This is a fascinating article from the always wonderful Guardian about what it’s like to be the brother or sister of a missing person. They interviewed people from several different families — all British, of course, but I’m sure they would have the same feelings as American families do. It’s rather wrenching to read. At the bottom, though, they interviewed a guy who was missing for over a decade and then came home.
In the comments section I saw this:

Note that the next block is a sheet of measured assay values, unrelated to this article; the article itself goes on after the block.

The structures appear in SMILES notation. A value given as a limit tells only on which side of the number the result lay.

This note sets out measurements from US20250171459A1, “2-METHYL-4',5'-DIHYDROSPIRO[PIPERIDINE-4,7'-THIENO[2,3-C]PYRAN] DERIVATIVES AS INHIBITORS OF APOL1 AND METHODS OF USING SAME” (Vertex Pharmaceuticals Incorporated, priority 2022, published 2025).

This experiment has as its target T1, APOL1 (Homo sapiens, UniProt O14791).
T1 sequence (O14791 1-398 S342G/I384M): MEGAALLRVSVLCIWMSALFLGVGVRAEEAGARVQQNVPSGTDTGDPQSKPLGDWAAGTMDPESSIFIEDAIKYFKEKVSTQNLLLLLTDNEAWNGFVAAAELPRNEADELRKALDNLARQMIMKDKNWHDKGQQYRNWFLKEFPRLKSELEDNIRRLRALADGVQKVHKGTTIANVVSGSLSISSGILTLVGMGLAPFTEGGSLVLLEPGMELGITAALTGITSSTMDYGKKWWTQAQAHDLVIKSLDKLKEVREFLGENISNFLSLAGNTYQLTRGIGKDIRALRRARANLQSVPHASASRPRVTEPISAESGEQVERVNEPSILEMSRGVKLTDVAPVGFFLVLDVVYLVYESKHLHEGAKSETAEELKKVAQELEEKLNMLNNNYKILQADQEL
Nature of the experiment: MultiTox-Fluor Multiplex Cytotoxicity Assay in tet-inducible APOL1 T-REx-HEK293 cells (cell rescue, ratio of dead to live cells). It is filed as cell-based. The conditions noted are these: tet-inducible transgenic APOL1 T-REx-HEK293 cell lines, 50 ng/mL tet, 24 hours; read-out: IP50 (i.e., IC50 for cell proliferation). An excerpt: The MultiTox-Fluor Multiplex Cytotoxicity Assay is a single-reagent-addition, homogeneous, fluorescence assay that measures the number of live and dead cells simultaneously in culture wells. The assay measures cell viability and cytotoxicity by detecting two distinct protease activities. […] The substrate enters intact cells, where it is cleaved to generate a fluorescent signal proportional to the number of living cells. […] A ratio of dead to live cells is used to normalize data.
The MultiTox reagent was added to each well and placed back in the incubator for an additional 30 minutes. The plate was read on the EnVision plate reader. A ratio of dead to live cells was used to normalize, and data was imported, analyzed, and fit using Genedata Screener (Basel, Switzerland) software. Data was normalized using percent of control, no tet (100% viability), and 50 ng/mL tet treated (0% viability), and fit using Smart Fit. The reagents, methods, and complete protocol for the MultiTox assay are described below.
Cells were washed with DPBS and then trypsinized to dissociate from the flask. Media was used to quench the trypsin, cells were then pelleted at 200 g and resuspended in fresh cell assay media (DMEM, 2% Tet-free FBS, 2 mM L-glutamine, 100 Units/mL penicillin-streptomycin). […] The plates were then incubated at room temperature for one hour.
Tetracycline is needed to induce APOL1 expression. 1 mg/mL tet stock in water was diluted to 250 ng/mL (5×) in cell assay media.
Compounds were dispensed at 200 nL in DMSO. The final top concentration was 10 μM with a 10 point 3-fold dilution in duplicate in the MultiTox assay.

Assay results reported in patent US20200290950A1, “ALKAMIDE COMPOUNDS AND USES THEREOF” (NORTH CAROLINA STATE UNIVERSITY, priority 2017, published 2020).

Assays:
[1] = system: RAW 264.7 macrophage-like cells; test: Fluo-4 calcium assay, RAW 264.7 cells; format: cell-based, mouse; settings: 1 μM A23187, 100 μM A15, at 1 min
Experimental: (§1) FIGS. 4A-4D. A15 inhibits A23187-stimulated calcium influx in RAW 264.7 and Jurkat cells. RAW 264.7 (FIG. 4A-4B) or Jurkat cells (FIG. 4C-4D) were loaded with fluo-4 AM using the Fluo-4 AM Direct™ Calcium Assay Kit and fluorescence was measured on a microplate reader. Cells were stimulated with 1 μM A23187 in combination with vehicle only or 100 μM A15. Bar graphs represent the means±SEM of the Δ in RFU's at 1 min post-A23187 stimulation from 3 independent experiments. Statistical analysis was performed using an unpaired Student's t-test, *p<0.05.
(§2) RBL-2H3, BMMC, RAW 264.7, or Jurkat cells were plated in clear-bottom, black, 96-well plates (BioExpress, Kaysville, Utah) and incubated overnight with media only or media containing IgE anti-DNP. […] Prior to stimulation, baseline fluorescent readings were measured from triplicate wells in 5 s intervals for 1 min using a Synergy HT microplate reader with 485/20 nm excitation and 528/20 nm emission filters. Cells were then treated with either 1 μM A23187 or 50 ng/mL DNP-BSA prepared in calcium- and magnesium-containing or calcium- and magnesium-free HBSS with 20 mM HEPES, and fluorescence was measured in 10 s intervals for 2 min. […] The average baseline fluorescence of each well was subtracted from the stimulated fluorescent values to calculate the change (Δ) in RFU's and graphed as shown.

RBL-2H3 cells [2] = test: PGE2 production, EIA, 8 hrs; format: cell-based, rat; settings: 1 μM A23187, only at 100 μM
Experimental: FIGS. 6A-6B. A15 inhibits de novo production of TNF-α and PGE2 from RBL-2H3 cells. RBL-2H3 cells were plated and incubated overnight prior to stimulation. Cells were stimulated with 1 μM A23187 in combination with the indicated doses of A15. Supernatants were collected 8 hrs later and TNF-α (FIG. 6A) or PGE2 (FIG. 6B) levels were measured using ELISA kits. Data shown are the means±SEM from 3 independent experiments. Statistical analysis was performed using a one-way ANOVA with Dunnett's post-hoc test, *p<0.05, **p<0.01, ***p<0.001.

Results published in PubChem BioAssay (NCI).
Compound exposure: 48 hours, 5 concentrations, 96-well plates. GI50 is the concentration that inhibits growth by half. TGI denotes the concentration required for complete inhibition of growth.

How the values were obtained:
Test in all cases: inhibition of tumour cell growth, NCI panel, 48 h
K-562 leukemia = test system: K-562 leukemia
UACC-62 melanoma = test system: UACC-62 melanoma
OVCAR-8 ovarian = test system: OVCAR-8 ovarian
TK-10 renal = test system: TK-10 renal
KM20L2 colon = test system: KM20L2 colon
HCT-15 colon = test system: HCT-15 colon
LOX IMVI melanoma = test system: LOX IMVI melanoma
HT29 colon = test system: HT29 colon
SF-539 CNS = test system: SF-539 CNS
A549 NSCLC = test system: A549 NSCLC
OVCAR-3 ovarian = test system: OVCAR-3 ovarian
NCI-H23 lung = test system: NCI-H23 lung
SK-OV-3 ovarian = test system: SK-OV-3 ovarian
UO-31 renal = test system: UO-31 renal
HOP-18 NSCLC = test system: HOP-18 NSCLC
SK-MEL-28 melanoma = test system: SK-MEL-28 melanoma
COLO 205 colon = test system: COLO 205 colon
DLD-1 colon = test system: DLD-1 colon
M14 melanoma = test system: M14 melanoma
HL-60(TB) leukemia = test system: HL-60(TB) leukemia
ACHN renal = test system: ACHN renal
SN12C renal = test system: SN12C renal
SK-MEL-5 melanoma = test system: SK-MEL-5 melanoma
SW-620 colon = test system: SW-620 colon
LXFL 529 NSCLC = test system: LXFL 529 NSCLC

my brother disappeared for 19 years, we hired a detective, registered him with the Salvation Army (they have a missing persons register) and after 16-17 years we had a note from the SA telling us our brother was alive but did not want to be in touch with us. It was simultaneously a relief and further torture and frustration. A year later I had a woman contact me via Facebook to say she knew my brother and wanted to let me know he was fine but didn’t want contact. Another year passed and he agreed to meet me on the condition I not let the rest of my family know. I agreed and met him for three hours, we cried and cried and cried when we met and hugged each other endlessly. It was a one-way street he wanted to know everything about the family but would tell me nothing of himself and his circumstances. To cut a very long story short, he agreed to meet my family and had an emotional reunion. It was fine for a few months but my family found it very hard to forgive him the decades of pain he had caused them. He continues to ‘disappear’ to this day for months/a year at a time and my father now says he wishes he had never returned at all. Sometimes there is no happy ending.